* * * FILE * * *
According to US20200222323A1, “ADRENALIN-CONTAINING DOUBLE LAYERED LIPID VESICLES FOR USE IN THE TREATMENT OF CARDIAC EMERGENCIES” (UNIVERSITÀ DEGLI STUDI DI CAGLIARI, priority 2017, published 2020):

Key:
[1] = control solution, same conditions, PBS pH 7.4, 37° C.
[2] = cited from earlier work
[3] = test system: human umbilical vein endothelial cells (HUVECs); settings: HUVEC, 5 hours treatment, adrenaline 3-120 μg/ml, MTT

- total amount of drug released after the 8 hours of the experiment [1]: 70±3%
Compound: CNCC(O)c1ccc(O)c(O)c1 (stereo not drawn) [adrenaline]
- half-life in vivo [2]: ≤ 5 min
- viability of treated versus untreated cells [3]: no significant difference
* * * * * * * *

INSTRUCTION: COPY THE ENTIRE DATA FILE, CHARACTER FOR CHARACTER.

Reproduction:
According to US20200222323A1, “ADRENALIN-CONTAINING DOUBLE LAYERED LIPID VESICLES FOR USE IN THE TREATMENT OF CARDIAC EMERGENCIES” (UNIVERSITÀ DEGLI STUDI DI CAGLIARI, priority 2017, published 2020):

Key:
[1] = control solution, same conditions, PBS pH 7.4, 37° C.
[2] = cited from earlier work
[3] = test system: human umbilical vein endothelial cells (HUVECs); settings: HUVEC, 5 hours treatment, adrenaline 3-120 μg/ml, MTT

- total amount of drug released after the 8 hours of the experiment [1]: 70±3%
Compound: CNCC(O)c1ccc(O)c(O)c1 (stereo not drawn) [adrenaline]
- half-life in vivo [2]: ≤ 5 min
- viability of treated versus untreated cells [3]: no significant difference